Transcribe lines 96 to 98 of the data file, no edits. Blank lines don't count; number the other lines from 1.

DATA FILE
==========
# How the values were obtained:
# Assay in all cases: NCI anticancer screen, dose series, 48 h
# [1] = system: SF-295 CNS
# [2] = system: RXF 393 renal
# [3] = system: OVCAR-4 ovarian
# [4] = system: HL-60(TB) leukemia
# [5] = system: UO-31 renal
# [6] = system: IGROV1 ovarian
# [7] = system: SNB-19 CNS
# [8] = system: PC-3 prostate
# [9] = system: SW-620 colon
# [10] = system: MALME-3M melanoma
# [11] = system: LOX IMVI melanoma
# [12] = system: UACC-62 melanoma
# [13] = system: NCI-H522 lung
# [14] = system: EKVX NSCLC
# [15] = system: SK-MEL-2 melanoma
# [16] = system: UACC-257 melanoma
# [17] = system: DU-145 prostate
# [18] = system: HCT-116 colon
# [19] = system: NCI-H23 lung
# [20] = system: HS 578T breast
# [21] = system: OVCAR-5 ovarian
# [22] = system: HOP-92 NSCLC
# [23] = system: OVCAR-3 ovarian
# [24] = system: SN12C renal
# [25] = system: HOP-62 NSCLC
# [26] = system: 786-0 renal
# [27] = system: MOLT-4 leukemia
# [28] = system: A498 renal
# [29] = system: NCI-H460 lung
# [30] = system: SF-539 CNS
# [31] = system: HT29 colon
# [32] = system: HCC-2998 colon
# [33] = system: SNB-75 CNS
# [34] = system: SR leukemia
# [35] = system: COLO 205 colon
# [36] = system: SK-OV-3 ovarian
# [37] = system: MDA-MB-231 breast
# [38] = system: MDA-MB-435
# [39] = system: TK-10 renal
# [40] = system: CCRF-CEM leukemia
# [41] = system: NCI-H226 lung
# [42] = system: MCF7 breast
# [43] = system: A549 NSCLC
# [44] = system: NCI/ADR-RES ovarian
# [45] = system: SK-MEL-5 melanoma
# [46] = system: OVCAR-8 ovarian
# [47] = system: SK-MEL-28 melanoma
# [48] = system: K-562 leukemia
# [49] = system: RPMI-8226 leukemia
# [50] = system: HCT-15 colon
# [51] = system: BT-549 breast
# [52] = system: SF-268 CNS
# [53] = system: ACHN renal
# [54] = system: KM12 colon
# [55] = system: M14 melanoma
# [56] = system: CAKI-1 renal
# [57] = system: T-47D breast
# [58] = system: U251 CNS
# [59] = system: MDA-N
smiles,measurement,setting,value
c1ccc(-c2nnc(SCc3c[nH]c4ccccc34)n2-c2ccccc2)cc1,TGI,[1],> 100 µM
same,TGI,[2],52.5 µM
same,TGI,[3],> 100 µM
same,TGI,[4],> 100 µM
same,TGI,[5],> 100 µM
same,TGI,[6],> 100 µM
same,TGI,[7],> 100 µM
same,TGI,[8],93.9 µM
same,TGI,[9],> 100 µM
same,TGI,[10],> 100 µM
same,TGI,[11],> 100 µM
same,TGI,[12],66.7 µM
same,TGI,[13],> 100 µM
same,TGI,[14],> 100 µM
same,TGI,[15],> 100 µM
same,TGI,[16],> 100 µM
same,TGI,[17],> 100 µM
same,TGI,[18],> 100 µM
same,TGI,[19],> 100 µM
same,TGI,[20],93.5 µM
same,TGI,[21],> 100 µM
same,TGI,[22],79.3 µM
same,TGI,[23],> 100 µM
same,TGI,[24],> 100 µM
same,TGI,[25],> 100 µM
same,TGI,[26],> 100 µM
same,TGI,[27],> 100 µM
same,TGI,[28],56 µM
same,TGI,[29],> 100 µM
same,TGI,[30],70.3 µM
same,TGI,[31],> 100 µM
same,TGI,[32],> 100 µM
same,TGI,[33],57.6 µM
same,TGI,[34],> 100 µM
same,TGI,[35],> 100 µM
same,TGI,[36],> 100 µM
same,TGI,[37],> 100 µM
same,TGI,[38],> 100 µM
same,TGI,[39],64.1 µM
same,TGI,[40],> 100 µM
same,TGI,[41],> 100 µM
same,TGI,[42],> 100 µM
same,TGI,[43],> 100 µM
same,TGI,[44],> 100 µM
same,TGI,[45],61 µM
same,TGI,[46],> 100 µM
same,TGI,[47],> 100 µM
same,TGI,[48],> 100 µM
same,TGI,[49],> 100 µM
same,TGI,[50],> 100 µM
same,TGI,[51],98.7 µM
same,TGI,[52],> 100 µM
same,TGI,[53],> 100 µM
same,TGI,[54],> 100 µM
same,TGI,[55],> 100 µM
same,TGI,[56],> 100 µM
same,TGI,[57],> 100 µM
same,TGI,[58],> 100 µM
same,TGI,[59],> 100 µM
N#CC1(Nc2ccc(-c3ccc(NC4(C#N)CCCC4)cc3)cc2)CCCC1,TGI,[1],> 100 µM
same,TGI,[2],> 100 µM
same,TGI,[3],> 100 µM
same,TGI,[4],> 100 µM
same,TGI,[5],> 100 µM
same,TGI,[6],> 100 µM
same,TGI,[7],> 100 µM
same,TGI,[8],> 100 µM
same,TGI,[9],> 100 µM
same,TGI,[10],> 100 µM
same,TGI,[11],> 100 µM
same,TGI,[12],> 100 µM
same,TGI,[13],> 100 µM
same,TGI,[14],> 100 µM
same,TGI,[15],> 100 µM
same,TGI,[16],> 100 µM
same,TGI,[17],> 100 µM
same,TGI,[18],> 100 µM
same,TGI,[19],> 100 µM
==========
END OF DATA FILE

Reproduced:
same,TGI,[34],> 100 µM
same,TGI,[35],> 100 µM
same,TGI,[36],> 100 µM